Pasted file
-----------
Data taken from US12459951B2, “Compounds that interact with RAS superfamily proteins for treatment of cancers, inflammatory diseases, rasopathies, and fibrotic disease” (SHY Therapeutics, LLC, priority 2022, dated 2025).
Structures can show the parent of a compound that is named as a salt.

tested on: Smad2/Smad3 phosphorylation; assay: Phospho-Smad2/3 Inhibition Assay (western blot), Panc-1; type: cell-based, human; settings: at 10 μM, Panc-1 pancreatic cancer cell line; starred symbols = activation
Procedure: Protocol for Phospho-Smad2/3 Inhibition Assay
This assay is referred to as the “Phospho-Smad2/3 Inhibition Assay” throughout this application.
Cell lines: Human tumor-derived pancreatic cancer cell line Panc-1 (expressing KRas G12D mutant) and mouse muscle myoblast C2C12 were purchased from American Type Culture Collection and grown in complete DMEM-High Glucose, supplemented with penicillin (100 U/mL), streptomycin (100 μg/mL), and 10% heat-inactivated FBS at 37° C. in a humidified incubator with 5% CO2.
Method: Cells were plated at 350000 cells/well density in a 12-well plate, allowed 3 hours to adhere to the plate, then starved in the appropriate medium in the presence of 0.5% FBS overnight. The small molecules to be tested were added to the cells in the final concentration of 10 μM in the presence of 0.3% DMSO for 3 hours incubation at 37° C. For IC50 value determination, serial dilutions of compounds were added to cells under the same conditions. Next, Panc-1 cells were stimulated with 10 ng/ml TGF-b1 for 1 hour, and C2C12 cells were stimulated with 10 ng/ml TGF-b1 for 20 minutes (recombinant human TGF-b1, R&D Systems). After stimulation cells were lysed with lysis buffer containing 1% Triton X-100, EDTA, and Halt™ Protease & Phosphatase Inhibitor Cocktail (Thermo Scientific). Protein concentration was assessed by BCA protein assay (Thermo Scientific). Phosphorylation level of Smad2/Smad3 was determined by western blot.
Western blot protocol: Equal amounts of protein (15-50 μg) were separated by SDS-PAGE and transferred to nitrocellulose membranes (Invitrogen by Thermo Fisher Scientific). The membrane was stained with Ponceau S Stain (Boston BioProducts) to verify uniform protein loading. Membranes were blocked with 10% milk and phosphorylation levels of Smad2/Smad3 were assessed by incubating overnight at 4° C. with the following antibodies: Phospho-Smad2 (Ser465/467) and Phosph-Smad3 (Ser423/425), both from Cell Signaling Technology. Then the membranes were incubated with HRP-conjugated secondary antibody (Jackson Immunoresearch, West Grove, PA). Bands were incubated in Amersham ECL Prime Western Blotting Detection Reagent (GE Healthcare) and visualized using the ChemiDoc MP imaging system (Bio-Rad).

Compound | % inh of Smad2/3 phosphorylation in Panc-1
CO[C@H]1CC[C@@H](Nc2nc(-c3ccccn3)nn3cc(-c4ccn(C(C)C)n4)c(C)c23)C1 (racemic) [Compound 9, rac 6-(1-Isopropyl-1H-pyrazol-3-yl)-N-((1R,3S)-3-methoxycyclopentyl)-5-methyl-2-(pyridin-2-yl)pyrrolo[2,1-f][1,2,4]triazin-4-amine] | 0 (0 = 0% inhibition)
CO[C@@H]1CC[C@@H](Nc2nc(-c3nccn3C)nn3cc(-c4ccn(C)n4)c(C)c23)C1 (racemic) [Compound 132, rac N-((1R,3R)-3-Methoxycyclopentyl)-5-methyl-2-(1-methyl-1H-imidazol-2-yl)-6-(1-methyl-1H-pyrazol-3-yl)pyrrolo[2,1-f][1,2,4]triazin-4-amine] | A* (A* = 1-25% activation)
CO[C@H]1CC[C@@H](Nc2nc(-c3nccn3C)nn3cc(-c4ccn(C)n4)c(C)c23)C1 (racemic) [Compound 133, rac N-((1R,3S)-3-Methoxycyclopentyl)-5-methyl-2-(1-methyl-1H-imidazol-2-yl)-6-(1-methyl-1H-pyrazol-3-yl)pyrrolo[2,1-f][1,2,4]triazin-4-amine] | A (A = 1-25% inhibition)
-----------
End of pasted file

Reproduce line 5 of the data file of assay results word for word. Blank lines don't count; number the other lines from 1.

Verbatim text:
This assay is referred to as the “Phospho-Smad2/3 Inhibition Assay” throughout this application.